While these videos were making the rounds, I read an article that reported an African-American senator from Ohio (Democrat Bill Patmon) had called out the #BlackLivesMatter movement for not protesting outside of Planned Parenthood because a high number of mothers who came in for abortions at Planned Parenthood in his district were African-American. His point is valid. Abortion takes away a life – since black lives matter, these black lives in the womb also matter. However, the Senator’s stance doesn’t address the bigger issue at hand. The question that sits with me is, “What in our society leads women in these circumstances to believe it’s necessary or desirable to terminate a pregnancy?”

I believe that “the culture of death” viciously permeates all aspects of our culture. Saint John Paul II used this term throughout his encyclical Evangelium Vitae in reference to a culture that values efficiency and the subjugation of the vulnerable of society through structures of sin created by the powerful (12). He uses this idea to focus on the plight of aborted children and euthanized elders, but it applies to other structures of sin that deprive human beings of a right to live happy and healthy and holy and free, such as poverty, hunger, and political oppression. Pope Francis also touches on this idea in Laudato Si by advocating a holistic understanding of ecology that not only protects the environment, but also unborn children, the poor, and the marginalized of our world. Francis writes, “Everything is connected. Concern for the environment thus needs to be joined to a sincere love for our fellow human beings and an unwavering commitment to resolving the problems of society” (91).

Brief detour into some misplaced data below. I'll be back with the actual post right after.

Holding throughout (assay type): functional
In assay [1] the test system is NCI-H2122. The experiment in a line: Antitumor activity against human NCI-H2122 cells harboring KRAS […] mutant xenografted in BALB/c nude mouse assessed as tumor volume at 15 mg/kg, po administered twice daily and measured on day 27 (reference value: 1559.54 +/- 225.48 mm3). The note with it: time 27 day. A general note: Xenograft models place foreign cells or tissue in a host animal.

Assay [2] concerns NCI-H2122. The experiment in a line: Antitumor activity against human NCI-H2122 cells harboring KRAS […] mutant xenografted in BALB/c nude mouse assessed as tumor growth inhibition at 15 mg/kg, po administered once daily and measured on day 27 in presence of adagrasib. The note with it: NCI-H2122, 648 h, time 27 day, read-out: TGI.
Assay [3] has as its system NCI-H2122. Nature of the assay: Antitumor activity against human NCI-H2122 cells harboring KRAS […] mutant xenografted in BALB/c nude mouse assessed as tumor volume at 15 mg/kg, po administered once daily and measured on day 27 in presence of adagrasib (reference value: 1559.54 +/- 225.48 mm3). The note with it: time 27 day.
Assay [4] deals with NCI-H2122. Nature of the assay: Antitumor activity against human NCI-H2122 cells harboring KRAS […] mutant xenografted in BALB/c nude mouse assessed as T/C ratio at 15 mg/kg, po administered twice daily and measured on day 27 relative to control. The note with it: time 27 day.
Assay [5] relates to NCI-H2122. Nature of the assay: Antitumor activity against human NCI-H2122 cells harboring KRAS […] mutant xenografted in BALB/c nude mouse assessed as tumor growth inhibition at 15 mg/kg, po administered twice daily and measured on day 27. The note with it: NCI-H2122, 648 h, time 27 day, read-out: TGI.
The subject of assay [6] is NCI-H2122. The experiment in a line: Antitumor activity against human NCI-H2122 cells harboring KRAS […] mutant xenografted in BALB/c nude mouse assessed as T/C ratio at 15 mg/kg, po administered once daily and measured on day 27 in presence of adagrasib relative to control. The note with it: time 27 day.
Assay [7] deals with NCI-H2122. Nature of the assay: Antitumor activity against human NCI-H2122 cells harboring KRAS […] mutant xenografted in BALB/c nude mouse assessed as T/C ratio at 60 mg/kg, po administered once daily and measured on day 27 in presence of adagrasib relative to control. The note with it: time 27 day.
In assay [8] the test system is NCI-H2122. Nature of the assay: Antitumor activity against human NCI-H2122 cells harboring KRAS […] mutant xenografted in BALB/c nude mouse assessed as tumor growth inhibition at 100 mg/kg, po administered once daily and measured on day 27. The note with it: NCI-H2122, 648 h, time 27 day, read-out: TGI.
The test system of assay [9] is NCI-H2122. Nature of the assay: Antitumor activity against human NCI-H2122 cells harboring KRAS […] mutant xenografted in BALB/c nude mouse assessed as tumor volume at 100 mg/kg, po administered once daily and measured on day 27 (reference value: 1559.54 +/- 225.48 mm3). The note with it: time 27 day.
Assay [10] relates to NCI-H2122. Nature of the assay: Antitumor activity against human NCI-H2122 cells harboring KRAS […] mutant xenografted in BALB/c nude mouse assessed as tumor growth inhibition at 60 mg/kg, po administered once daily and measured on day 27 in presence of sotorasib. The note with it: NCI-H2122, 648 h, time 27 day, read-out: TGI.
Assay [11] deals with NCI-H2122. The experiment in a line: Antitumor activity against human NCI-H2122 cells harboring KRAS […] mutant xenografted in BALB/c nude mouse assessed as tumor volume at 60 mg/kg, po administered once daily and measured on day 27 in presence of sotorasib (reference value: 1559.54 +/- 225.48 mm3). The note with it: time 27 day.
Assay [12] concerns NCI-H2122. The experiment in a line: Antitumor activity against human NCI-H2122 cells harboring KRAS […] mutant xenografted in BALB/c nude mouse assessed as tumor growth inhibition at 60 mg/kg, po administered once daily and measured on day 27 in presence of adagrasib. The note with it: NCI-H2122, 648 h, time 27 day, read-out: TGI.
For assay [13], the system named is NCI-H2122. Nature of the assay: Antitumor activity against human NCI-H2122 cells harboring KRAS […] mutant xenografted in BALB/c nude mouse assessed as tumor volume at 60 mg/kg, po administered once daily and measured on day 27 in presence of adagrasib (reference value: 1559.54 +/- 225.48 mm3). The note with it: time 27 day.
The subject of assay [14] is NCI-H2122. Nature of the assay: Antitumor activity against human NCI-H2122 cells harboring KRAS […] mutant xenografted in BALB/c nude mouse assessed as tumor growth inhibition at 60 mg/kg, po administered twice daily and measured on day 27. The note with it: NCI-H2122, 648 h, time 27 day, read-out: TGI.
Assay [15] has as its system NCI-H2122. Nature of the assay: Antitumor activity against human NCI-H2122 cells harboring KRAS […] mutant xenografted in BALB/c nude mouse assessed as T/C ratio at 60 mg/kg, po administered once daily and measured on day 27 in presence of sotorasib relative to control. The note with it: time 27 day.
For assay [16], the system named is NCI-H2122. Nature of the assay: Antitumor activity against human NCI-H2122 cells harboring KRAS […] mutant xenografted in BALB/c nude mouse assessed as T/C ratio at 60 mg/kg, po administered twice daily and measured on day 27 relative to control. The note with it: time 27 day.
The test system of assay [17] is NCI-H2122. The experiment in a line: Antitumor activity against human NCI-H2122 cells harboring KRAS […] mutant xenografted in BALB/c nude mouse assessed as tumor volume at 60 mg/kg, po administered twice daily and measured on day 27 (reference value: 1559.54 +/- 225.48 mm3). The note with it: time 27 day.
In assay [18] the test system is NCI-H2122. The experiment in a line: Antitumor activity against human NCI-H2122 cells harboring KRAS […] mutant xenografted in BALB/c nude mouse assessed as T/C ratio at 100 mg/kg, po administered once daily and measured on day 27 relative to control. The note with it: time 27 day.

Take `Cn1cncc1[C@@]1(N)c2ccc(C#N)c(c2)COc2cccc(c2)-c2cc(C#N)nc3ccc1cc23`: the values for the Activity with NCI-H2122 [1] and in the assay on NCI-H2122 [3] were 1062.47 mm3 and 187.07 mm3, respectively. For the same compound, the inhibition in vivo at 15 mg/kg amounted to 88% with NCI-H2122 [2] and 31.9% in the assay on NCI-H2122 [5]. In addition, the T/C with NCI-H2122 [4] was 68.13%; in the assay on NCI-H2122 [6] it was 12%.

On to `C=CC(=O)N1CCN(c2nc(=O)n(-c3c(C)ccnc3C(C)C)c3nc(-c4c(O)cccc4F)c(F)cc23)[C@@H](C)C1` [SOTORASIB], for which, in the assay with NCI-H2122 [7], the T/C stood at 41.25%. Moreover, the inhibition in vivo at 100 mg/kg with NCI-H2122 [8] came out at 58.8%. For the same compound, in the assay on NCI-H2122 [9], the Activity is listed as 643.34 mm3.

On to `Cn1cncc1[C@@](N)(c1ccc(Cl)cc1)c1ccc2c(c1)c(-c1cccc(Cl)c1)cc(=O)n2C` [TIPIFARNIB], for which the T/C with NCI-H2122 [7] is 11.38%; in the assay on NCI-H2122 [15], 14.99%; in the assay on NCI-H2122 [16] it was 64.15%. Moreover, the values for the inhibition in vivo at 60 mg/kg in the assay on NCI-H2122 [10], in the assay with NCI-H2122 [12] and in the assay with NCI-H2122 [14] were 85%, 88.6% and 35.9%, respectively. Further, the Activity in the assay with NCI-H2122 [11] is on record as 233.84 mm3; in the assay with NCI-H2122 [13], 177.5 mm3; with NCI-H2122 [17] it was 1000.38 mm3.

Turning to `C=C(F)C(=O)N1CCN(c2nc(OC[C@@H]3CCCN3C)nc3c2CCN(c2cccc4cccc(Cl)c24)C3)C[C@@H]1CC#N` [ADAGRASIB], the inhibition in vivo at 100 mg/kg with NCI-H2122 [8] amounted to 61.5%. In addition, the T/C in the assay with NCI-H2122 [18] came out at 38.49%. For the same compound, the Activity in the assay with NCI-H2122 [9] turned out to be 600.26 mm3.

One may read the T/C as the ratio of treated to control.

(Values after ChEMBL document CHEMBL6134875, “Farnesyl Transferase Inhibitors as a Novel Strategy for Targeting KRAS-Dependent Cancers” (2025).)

We must understand that the culture of death is a pervasive aspect of our society. The culture of death is found in a society that believes poor people who work multiple jobs need to “stop being lazy” and just work harder. The culture of death is found in a society where organizations believe that the best way to stop or prevent someone from perpetrating violence is inevitably through more violence. The culture of death is found in a society where black men are six times as likely to be incarcerated as white men. It is a gross misunderstanding of the “culture of death” to focus our efforts solely on defunding an organization like Planned Parenthood, while completely ignoring the judicial, economic, and social systems that also perpetuate this culture.